Labour Law and Triangular Employment Growth
Bartkiw, Timothy John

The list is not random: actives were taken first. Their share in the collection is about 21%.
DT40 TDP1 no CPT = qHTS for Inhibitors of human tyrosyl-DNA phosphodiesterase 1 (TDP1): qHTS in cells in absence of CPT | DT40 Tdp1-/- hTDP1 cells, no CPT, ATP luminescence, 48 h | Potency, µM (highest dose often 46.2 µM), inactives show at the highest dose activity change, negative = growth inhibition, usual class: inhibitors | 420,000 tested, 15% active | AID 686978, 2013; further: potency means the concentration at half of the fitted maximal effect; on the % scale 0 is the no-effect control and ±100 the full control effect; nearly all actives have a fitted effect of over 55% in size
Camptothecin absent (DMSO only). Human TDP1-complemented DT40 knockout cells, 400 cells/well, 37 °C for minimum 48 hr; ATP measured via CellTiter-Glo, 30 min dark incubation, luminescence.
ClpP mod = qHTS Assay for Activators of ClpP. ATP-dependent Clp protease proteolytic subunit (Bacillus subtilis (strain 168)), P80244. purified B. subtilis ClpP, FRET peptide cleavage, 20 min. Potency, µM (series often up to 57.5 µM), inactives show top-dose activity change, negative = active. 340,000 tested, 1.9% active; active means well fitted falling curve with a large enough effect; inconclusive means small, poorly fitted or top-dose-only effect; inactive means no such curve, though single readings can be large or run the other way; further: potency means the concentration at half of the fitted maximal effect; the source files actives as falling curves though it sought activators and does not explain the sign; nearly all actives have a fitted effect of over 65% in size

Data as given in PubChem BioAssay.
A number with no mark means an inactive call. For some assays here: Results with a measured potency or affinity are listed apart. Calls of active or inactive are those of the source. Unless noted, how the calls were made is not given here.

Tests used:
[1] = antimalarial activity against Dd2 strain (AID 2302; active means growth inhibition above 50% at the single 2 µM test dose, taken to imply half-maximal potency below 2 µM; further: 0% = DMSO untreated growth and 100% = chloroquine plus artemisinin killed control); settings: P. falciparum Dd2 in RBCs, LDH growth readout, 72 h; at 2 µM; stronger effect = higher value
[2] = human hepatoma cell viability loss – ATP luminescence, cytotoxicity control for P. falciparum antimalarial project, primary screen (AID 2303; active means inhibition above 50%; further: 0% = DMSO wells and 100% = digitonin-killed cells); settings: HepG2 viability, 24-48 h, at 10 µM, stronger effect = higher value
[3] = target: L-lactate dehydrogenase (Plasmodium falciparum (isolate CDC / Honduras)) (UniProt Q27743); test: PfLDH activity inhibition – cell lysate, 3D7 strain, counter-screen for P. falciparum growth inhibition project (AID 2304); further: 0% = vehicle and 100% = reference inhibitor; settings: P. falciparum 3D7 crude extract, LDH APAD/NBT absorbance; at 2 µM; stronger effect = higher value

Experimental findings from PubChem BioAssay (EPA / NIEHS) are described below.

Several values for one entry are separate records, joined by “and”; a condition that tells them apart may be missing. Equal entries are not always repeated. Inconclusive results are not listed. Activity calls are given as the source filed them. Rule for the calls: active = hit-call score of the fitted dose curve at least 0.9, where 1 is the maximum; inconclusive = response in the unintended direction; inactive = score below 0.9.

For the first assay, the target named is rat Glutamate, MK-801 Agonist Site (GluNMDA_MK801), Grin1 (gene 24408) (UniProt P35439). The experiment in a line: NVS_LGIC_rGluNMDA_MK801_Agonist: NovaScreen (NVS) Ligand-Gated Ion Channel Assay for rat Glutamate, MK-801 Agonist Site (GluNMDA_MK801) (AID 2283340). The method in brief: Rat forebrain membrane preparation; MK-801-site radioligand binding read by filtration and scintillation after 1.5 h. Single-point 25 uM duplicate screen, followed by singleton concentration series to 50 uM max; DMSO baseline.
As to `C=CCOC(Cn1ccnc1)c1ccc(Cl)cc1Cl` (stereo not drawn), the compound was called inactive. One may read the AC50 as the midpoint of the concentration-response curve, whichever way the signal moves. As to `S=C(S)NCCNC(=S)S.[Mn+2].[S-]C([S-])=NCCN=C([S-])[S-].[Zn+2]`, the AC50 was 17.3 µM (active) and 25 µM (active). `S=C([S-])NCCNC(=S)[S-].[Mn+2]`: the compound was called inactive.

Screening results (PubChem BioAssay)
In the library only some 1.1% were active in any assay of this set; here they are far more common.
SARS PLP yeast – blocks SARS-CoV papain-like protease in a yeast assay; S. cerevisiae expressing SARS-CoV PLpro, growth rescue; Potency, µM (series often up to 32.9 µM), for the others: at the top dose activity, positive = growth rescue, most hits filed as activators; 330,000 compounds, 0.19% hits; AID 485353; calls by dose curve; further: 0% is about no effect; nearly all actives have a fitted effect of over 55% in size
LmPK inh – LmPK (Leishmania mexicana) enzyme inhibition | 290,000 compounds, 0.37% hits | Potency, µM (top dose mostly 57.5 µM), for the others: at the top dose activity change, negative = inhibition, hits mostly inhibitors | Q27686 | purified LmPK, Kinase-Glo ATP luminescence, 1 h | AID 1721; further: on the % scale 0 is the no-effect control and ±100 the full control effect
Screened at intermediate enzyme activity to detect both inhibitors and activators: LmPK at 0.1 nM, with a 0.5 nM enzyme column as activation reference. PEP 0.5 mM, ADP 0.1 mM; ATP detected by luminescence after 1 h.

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This thesis is concerned with understanding the relationship between labour law and triangular employment growth, and particularly in "staffing services" contexts. A review of alternative explanations for growth in triangular employment within three theoretical paradigm (neoclassical, institutionalist, and critical) illustrates the theoretical space for conceiving of a relationship between the particularities of labour law and triangular employment growth. To this end, the thesis develops the concept of a regulatory differential, or ways in which a legal regime may produce differential regulatory effects as between direct and triangular forms of employment. A typology of regulatory differentials is outlined. Further, a discussion of the relationship between these differentials and employer-status rules is provided, and it is suggested that the logic of the framework may helpfully inform analysis of triangular employment growth within a given jurisdiction, as well as comparative analysis of this phenomenon. The theoretical framework is then applied towards examining diverging growth rates in triangular employment as between Canada and the U.S. Legal analysis examining two key sub-fields of labour suggests that the presence (and expansion) of key regulatory differentials in the U.S., absent in Canada, may help explain the observed patterns of triangular employment growth in these countries.